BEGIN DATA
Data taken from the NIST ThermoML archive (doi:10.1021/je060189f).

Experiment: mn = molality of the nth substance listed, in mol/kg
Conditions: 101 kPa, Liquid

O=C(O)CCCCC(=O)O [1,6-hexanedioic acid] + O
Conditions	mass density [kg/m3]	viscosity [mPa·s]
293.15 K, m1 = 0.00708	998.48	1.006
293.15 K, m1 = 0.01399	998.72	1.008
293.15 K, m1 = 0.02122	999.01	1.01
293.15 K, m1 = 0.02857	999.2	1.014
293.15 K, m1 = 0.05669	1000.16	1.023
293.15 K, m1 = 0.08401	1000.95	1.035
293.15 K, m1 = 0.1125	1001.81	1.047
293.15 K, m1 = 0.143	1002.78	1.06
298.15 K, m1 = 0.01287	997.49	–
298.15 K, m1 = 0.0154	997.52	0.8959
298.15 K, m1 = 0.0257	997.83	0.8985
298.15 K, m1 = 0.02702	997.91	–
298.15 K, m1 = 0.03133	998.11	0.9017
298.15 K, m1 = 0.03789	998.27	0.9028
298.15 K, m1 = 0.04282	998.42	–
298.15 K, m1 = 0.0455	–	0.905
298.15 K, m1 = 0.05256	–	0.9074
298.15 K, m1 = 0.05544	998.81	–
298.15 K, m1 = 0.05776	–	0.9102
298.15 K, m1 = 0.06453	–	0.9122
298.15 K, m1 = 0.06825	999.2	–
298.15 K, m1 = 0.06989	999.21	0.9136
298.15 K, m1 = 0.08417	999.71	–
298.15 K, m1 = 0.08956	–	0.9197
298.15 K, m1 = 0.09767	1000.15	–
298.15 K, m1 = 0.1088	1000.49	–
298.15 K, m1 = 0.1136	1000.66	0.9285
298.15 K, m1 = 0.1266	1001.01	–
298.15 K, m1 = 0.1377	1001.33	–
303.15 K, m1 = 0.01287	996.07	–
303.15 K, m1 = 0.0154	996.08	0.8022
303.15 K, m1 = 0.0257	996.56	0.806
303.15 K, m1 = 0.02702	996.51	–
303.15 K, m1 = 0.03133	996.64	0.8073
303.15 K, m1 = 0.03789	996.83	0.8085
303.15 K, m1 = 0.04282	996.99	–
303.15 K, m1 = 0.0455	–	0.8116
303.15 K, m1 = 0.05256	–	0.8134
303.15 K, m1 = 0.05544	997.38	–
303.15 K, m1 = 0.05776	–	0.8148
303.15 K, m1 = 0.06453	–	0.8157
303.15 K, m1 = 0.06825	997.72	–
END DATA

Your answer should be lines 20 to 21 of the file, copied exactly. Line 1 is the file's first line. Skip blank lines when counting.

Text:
298.15 K, m1 = 0.04282	998.42	–
298.15 K, m1 = 0.0455	–	0.905